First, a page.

What is the HINSTANCE passed to CreateWindow and RegisterClass used for?

One of the less-understood parameters to the CreateWindow function and the RegisterClass function is the HINSTANCE (either passed as a parameter or as part of the WNDCLASS structure).

The window class name is not sufficient to identify the class uniquely. Each process has its own window class list, and each entry in the window class list consists of an instance handle and a class name. For example, here's what the window class list might look like if a program has two DLLs, both of which register a class name "MyClass", passing the DLL's handle as the HINSTANCE.

HINSTANCE Class name
1. USER32.DLL Static
2. USER32.DLL Button
3. USER32.DLL Listbox
4. USER32.DLL Combobox
5. USER32.DLL Edit
6. A.DLL MyClass
7. B.DLL MyClass

When it comes time to create a window, each module then passes its own HINSTANCE when creating the window, and the window manager uses the combination of the instance handle and the class name to look up the class.

CreateWindow("MyClass", ..., hinstA, ...); // creates class 6
CreateWindow("MyClass", ..., hinstB, ...); // creates class 7
CreateWindow("MyClass", ..., hinstC, ...); // fails

This is why it is okay if multiple DLLs all register a class called "MyClass"; the instance handle is used to tell them apart.

There is an exception to the above rule, however. If you pass the CS_GLOBALCLASS flag when registering the class, then the window manager will ignore the instance handle when looking for your class. All of the USER32 classes are registered as global. Consequently, all of the following calls create the USER32 edit control:

CreateWindow("edit", ..., hinstA, ...);
CreateWindow("edit", ..., hinstB, ...);
CreateWindow("edit", ..., hinstC, ...);

If you are registering a class for other modules to use in dialog boxes, you need to register as CS_GLOBALCLASS, because as we saw earlier the internal CreateWindow call performed during dialog box creation to create the controls passes the dialog's HINSTANCE as the HINSTANCE parameter. Since the dialog instance handle is typically the DLL that is creating the dialog (since that same HINSTANCE is used to look up the template), failing to register with the CS_GLOBALCLASS flag means that the window class lookup will not find the class since it's registered under the instance handle of the DLL that provided the class, not the one that is using it.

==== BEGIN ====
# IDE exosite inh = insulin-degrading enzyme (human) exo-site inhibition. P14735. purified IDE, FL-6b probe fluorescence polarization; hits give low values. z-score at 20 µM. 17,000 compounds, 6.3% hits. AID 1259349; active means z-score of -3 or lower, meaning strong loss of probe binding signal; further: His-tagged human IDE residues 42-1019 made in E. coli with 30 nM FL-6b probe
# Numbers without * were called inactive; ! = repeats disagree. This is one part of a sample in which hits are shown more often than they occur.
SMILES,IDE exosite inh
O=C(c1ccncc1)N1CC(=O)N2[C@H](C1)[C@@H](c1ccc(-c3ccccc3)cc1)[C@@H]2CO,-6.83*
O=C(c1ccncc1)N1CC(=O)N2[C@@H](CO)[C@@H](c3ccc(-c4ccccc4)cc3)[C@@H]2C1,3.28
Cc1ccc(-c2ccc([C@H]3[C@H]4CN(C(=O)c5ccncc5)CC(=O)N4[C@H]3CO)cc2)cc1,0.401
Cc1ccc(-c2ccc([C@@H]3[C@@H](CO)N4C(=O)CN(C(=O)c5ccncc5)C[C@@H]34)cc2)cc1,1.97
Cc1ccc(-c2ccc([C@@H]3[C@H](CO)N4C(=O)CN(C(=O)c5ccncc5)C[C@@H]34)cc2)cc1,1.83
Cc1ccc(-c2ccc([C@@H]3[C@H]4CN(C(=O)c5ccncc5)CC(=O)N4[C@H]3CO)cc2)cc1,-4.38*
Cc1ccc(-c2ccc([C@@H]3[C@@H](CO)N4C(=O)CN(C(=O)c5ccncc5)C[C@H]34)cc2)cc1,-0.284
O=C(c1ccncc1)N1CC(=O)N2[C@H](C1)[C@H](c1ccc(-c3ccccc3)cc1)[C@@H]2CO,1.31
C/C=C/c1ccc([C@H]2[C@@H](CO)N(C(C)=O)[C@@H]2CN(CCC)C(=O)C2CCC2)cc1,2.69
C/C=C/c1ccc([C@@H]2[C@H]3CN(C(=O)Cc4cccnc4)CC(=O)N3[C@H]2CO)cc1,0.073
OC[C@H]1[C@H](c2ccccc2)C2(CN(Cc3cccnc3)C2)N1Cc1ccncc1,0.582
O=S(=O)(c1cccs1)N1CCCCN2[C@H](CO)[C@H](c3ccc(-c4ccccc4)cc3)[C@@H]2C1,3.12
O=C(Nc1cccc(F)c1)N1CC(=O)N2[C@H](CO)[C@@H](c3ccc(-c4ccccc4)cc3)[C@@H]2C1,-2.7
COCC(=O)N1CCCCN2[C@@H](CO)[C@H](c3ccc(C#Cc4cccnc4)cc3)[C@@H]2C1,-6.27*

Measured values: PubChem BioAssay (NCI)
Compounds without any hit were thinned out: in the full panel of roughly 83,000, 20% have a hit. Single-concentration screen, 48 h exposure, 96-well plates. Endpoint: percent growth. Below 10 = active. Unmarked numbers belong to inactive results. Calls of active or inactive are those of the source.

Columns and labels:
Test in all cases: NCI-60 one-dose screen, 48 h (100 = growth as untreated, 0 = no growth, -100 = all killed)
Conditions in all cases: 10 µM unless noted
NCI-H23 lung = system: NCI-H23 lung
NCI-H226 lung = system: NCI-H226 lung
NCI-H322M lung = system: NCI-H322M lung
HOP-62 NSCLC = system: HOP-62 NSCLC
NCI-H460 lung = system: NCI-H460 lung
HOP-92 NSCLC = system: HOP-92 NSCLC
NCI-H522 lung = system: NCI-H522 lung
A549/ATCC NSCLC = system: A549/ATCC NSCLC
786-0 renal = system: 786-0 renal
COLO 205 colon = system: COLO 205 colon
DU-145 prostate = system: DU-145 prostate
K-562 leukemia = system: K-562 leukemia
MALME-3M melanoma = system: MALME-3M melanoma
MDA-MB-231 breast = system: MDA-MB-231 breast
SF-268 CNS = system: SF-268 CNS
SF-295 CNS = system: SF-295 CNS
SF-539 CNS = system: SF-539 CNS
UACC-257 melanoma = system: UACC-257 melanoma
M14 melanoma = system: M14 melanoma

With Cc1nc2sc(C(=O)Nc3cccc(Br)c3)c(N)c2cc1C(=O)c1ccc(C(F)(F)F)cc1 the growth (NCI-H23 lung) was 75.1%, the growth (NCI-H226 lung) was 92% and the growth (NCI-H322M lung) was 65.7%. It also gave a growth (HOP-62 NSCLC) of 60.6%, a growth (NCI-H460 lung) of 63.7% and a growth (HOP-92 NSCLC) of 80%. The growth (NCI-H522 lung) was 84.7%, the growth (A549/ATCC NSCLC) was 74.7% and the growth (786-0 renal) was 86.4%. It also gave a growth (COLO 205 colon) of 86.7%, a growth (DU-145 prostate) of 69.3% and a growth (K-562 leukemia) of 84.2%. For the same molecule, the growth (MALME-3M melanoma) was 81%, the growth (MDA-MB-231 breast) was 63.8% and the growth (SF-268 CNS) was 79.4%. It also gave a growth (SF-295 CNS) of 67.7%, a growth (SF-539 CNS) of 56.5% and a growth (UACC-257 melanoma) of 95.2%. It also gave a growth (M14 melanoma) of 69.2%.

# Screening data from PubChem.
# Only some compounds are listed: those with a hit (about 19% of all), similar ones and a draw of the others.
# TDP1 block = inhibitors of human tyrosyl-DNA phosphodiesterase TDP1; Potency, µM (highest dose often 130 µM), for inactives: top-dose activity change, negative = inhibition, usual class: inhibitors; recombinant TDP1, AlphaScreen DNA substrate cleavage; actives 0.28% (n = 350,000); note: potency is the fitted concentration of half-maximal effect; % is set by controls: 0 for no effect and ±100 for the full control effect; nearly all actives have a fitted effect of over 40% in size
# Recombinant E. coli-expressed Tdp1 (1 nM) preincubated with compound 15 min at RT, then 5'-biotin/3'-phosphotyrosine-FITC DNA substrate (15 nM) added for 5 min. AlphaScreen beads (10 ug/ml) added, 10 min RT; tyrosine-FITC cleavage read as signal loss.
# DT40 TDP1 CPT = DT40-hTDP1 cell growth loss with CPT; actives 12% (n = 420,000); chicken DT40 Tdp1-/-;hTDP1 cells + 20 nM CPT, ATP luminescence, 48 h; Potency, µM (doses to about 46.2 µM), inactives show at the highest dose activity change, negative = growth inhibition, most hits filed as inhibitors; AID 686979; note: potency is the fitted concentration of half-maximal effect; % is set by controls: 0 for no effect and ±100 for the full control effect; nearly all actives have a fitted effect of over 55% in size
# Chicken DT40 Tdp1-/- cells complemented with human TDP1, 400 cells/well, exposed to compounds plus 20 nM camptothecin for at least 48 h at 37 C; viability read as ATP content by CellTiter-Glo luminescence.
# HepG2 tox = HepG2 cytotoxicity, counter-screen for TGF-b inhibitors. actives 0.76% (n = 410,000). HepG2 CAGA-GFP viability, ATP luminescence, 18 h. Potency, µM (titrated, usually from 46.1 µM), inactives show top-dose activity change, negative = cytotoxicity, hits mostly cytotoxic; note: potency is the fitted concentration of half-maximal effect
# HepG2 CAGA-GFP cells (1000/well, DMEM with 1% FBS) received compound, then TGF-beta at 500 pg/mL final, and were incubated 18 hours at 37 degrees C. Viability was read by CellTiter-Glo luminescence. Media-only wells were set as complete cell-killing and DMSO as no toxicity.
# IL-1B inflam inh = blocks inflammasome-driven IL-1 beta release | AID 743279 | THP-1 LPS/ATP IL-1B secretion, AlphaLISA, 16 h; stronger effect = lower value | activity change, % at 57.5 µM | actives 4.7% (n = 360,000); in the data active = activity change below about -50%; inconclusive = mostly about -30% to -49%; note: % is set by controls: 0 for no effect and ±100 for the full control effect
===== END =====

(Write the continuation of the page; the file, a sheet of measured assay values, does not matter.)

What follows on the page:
In 16-bit Windows, the instance handle did other things, too, but they are no longer relevant to Win32.

A common mistake is to pass the HINSTANCE of some other module (typically, the primary executable) when registering a window class. Now that you understand what the HINSTANCE is used for, you should be able to explain the consequences of registering a class with the wrong HINSTANCE.

Comments (10)
  1. waleri says:

    MSDN says otherwise:

    ref: http://msdn.microsoft.com/library/default.asp?url=/library/en-us/winui/winui/windowsuserinterface/windowing/windows/windowreference/windowfunctions/createwindow.asp

    In your own scratch program you pass HINSTANCE received as an argument in WinMain for both registering and creating class.

    ref: http://blogs.msdn.com/oldnewthing/archive/2003/07/23/54576.aspx

    Am I missing something?

  2. waleri says:


    "…for both registering and creating class" should read "..for both registering class and creating window"

  3. david says:

    On a related note, what should I pass as the class name if I want to use CreateWindowEx to create a dialog box? For various reasons I don’t want to use the default functions but I can’t seem to find a class name it’s happy with!

    Very helpful series of articles though :-) Thanks!

  4. CornedBee says:

    MSDN says:


    [in] Windows 95/98/Me: Handle to the instance of the module to be associated with the window.

    Windows NT/2000/XP: This value is ignored.

    So for 9x this hold true. For NT, then, I wonder how classes get separated there. What happens in NT if two modules register the same class name?

    And as for the scratch program, that’s OK. What Raymond meant with the common mistake is that you should always pass the HINSTANCE of the code you’re in. The scratch program is always in the main EXE, so it should pass the HINSTANCE of the main EXE as well.

  5. CornedBee: That’s a doc bug; I’ve submitted a correction. All versions of Windows have always used the HINSTANCE to identify the class.

  6. Mike Dimmick says:

    David: IIRC, IsDialogMessage is perfectly happy with windows that are not created via CreateDialog. The answer is therefore ‘any class you like.’

    Raymond has made many, many posts on the behaviour of the dialog manager and modal loops; if you read those posts you should be able to work out how to emulate the dialog’s window procedure.

  7. Robert says:

    "Windows NT/2000/XP: This value is ignored."

    The MSDN doc for CreateWindow also incorrectly states that if the x parameter is set to CW_USEDEFAULT, the system ignores the y parameter. What really happens is described here:


  8. Ben Cooke says:

    I one wrote a program — a quick and dirty one, of course — that created a window class and a window in an awkward place where a HINSTANCE wasn’t readily available. I passed them in as zero, and it appeared to work. Of course, I only ever ran this program on my Windows 2000 machine, so who knows what it would do elsewhere.

  9. Chris Becke says:

    Passing NULL or 0 as an HINSTANCE on Windows NT usually is interpreted to mean GetModuleHandle() – i.e. NT uses the apps HINSTANCE.

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